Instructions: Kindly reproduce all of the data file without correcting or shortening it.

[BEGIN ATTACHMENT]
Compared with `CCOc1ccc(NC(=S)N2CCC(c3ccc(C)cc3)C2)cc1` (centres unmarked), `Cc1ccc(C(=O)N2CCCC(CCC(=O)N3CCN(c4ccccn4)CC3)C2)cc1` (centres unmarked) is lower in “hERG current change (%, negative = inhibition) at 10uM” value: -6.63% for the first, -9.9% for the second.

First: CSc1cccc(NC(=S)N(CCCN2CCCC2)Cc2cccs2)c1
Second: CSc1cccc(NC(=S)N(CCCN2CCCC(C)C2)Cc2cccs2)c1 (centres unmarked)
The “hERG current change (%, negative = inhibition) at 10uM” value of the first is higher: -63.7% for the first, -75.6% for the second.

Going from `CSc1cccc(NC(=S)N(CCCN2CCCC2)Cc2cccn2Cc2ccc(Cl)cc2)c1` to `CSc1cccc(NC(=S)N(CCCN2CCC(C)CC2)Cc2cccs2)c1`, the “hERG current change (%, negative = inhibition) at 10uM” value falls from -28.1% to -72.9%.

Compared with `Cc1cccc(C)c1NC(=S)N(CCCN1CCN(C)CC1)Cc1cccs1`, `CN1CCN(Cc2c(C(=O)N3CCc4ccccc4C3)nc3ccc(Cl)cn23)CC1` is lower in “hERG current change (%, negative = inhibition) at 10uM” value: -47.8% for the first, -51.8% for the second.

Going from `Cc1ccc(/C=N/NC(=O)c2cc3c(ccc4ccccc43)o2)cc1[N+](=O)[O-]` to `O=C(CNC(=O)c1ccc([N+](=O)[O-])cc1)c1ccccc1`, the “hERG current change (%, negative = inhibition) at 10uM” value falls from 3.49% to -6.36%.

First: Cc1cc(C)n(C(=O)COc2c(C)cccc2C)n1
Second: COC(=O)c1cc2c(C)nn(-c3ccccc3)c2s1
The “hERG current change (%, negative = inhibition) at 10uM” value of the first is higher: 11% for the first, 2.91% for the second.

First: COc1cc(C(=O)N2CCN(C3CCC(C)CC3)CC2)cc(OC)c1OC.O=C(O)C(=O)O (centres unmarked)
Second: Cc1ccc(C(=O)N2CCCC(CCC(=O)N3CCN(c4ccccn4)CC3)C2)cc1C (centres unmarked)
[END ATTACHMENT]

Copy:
Compared with `CCOc1ccc(NC(=S)N2CCC(c3ccc(C)cc3)C2)cc1` (centres unmarked), `Cc1ccc(C(=O)N2CCCC(CCC(=O)N3CCN(c4ccccn4)CC3)C2)cc1` (centres unmarked) is lower in “hERG current change (%, negative = inhibition) at 10uM” value: -6.63% for the first, -9.9% for the second.

First: CSc1cccc(NC(=S)N(CCCN2CCCC2)Cc2cccs2)c1
Second: CSc1cccc(NC(=S)N(CCCN2CCCC(C)C2)Cc2cccs2)c1 (centres unmarked)
The “hERG current change (%, negative = inhibition) at 10uM” value of the first is higher: -63.7% for the first, -75.6% for the second.

Going from `CSc1cccc(NC(=S)N(CCCN2CCCC2)Cc2cccn2Cc2ccc(Cl)cc2)c1` to `CSc1cccc(NC(=S)N(CCCN2CCC(C)CC2)Cc2cccs2)c1`, the “hERG current change (%, negative = inhibition) at 10uM” value falls from -28.1% to -72.9%.

Compared with `Cc1cccc(C)c1NC(=S)N(CCCN1CCN(C)CC1)Cc1cccs1`, `CN1CCN(Cc2c(C(=O)N3CCc4ccccc4C3)nc3ccc(Cl)cn23)CC1` is lower in “hERG current change (%, negative = inhibition) at 10uM” value: -47.8% for the first, -51.8% for the second.

Going from `Cc1ccc(/C=N/NC(=O)c2cc3c(ccc4ccccc43)o2)cc1[N+](=O)[O-]` to `O=C(CNC(=O)c1ccc([N+](=O)[O-])cc1)c1ccccc1`, the “hERG current change (%, negative = inhibition) at 10uM” value falls from 3.49% to -6.36%.

First: Cc1cc(C)n(C(=O)COc2c(C)cccc2C)n1
Second: COC(=O)c1cc2c(C)nn(-c3ccccc3)c2s1
The “hERG current change (%, negative = inhibition) at 10uM” value of the first is higher: 11% for the first, 2.91% for the second.

First: COc1cc(C(=O)N2CCN(C3CCC(C)CC3)CC2)cc(OC)c1OC.O=C(O)C(=O)O (centres unmarked)
Second: Cc1ccc(C(=O)N2CCCC(CCC(=O)N3CCN(c4ccccn4)CC3)C2)cc1C (centres unmarked)